Suicide prevention | Spot warning signs and know how to help |

Suicide prevention | Spot warning signs and know how to help

Editorand#8217;s Note: This is the second in a five part series from the Campaign for Community Wellness for May as Mental Health Awareness Month.

TAHOE/TRUCKEE and#8212; If you know someone who has committed suicide or youand#8217;ve contemplated suicide youand#8217;re not alone. The World Health Organization estimates approximately one million people die each year from suicide. Millions more are affected by suicide. As part of mental health awareness month, Placer Countyand#8217;s Campaign for Community Wellness is working to educate people about suicide warning signs, risk factors and where to go for help.

Major suicide warning signs include talking about harming or killing oneself; talking or writing about death and dying and seeking items that could be used in a suicide attempt (i.e. guns and drugs). Feeling hopeless is a more subtle warning sign though it is equally as dangerous. People who are acting hopeless say they have nothing to look forward to; they may talk about unbearable feelings.

and#8220;When I was 26-years-old, I had a friend named Jeff who committed suicide. He was a year older than I was. He shot himself in the head while lying in bed before his mom came to knock on his door to take him to a counseling appointment. When I last saw him, he looked very thin, but I thought he was just on another crazy diet,and#8221; said Anne Marie Smith, Placer County resident. and#8220;I clearly remember, to this day, his dad saying at Jeffand#8217;s funeral, and#8216;one morning at the breakfast table with Jeff, he told me that he felt lost in life; he didnand#8217;t know what his path was in life while everyone seemed to know theirsand#8217;.and#8221;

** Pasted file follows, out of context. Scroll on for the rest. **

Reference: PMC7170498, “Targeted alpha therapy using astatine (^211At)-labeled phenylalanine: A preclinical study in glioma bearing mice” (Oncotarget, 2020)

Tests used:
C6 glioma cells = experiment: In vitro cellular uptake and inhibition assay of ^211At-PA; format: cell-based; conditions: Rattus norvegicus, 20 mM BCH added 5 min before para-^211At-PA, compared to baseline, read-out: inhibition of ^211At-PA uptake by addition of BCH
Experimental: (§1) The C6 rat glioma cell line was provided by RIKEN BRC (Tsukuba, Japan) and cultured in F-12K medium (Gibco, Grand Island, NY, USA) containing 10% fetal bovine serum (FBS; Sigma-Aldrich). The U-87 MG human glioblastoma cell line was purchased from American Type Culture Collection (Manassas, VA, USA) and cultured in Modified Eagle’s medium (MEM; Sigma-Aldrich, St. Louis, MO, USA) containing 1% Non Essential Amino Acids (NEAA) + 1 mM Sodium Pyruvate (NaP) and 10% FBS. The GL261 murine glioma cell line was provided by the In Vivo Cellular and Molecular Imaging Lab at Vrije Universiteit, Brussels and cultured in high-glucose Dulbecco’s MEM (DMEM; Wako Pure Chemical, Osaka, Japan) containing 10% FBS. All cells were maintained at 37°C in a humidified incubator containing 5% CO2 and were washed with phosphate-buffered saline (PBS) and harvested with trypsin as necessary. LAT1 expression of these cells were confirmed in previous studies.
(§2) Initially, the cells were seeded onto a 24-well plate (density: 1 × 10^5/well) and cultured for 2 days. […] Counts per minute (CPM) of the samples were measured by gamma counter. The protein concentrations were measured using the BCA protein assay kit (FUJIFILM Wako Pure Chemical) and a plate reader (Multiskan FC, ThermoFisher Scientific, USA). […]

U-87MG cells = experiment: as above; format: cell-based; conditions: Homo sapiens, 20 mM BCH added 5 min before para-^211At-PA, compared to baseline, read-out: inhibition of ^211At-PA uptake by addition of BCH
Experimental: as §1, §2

and#8220;I have never forgotten those words. I only thought that feeling that way in your late 20s is pretty normal. Why was it worse for Jeff?and#8221; asked Smith.

After someone commits suicide, often friends and family wonder and#8220;What more could I have done? Were there resources I failed to seek and use? Were there warning signs I missed?and#8221; They feel like they could have or should have done more. These feelings and questions are normal. One of the best things for people to do is to become familiar with warning signs.

Additional signs include dramatic mood swings or sudden personality changes. A suicidal person may also lose interest in day-to-day activities, neglect his or her appearance, and show big changes in eating or sleeping habits. Depression, bipolar disorder, alcohol dependence, previous suicide attempts or family history of suicide increase suicide risk.

The Placer County Network of Care provides resources at For a national resource and crisis hotline visit

and#8220;Suicide can affect anyone and#8212; older adults, gays and lesbians, Caucasians, Latinos, Native Americans and, a population I work with and#8212; youth,and#8221; said Peter Mayfield, director of Gateway Mountain Center, a Truckee-based organization that works with at-risk youth. and#8220;Through many years of working one-on-one with teens who have attempted suicide, Iand#8217;m constantly reminded of how important it is for people to know that resources are there to support them and#8230; Suicide is the 11th most common cause of death in the nation. Working together, we can change that number.and#8221;

About the Campaign for Community Wellness

Founded in 2005, the Campaign for Community Wellness (CCW) is a group of citizens who are concerned about and desire to improve the services for people affected by mental illness throughout Placer County. For more information visit

and#8212; Information distributed by Placer County System of Care

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